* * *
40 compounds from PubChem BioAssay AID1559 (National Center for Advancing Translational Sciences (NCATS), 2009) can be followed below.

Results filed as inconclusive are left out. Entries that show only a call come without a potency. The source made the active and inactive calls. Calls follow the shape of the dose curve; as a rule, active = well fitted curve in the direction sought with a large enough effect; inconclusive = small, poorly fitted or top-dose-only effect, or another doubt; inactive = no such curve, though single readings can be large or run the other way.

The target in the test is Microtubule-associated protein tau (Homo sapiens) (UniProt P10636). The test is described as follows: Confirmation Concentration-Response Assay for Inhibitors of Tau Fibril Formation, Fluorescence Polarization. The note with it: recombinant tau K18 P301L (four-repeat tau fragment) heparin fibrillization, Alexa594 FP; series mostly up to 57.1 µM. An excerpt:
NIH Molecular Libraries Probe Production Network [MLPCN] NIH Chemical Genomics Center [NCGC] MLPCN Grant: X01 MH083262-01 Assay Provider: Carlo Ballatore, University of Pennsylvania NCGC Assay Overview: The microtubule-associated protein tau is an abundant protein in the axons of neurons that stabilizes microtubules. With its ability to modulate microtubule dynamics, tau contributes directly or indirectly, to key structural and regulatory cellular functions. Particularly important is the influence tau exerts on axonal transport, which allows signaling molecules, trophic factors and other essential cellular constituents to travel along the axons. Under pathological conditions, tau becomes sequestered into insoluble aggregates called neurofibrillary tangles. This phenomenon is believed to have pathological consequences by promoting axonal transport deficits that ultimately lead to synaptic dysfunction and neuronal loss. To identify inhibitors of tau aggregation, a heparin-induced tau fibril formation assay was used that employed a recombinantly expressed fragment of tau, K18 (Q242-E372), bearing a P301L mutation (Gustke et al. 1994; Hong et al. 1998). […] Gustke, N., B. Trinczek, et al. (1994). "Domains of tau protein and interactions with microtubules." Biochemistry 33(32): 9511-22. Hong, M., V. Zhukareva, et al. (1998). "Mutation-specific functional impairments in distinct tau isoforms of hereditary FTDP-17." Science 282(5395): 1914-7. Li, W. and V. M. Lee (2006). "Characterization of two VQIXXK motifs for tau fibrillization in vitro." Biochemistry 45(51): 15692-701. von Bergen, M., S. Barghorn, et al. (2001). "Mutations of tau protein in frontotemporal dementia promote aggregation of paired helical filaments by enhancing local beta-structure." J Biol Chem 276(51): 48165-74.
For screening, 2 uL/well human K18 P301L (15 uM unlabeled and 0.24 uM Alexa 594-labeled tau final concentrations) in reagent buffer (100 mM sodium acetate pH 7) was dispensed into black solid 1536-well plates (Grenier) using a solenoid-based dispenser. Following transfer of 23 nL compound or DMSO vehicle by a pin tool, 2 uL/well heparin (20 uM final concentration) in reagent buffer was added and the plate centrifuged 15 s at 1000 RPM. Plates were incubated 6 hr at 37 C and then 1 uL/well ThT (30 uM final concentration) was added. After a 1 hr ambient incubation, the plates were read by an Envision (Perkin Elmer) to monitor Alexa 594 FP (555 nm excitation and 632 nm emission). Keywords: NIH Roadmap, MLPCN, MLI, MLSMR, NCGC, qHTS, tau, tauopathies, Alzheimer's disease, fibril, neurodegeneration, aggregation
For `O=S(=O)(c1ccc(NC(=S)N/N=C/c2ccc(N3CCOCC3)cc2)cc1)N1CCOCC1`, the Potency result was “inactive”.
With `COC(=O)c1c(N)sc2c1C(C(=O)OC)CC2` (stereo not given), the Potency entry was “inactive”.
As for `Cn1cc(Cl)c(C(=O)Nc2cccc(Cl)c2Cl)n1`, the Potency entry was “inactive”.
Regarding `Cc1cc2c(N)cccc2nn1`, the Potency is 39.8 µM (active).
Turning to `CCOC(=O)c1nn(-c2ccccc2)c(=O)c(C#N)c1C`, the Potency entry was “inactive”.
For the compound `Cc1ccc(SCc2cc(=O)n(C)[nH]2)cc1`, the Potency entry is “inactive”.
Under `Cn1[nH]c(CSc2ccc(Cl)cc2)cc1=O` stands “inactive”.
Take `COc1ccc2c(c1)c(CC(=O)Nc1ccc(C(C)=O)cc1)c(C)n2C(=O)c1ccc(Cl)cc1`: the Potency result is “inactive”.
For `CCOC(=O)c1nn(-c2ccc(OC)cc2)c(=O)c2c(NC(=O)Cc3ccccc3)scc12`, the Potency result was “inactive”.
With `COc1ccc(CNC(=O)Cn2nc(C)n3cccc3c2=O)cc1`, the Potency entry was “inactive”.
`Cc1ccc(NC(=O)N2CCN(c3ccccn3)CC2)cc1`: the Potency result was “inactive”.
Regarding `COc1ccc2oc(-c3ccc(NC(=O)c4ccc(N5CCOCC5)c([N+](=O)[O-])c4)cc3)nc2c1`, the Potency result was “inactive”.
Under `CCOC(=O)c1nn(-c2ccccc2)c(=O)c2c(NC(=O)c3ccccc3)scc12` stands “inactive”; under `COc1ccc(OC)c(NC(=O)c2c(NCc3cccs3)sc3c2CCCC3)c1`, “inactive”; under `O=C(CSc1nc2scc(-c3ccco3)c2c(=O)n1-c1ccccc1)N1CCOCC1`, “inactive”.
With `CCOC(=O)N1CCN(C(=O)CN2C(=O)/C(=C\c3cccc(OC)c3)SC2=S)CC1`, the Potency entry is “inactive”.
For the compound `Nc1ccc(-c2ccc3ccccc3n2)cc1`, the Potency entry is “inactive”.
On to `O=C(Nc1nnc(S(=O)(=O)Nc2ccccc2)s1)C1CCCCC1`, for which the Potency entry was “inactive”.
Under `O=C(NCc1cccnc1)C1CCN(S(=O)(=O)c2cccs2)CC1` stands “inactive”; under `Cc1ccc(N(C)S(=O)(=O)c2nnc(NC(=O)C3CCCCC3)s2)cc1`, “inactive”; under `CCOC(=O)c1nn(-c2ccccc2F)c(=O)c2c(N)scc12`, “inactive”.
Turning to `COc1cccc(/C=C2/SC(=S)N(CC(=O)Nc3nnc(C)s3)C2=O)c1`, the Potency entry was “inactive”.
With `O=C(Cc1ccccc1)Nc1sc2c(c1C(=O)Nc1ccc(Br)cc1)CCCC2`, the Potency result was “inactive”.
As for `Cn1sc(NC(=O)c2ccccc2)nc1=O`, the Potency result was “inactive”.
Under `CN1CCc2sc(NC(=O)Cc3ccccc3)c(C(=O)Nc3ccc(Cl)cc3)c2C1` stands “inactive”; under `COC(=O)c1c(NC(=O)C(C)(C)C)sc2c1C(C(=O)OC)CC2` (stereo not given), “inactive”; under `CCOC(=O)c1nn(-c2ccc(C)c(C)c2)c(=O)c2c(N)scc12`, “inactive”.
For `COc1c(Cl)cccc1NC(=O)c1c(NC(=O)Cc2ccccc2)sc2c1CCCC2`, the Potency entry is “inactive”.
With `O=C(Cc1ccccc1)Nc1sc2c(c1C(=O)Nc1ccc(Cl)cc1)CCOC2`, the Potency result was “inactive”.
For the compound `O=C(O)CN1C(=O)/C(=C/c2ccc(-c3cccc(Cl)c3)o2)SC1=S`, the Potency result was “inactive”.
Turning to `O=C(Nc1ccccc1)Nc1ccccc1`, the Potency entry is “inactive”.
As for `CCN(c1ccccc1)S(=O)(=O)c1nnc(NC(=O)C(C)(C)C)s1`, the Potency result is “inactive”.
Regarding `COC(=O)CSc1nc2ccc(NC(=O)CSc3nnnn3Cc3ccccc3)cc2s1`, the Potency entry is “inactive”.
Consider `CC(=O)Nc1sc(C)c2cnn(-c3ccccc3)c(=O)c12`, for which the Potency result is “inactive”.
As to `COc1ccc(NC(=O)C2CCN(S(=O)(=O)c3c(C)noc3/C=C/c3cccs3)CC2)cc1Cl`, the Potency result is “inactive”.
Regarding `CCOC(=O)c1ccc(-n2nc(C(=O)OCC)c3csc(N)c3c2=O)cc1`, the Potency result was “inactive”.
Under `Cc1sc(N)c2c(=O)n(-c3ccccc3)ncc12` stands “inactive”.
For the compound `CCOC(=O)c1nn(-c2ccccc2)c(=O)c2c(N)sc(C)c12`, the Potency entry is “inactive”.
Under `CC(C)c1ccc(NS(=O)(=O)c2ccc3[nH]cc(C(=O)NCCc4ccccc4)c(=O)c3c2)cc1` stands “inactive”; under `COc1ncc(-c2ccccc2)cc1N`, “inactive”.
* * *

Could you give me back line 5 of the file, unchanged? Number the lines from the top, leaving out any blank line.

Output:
For screening, 2 uL/well human K18 P301L (15 uM unlabeled and 0.24 uM Alexa 594-labeled tau final concentrations) in reagent buffer (100 mM sodium acetate pH 7) was dispensed into black solid 1536-well plates (Grenier) using a solenoid-based dispenser. Following transfer of 23 nL compound or DMSO vehicle by a pin tool, 2 uL/well heparin (20 uM final concentration) in reagent buffer was added and the plate centrifuged 15 s at 1000 RPM. Plates were incubated 6 hr at 37 C and then 1 uL/well ThT (30 uM final concentration) was added. After a 1 hr ambient incubation, the plates were read by an Envision (Perkin Elmer) to monitor Alexa 594 FP (555 nm excitation and 632 nm emission). Keywords: NIH Roadmap, MLPCN, MLI, MLSMR, NCGC, qHTS, tau, tauopathies, Alzheimer's disease, fibril, neurodegeneration, aggregation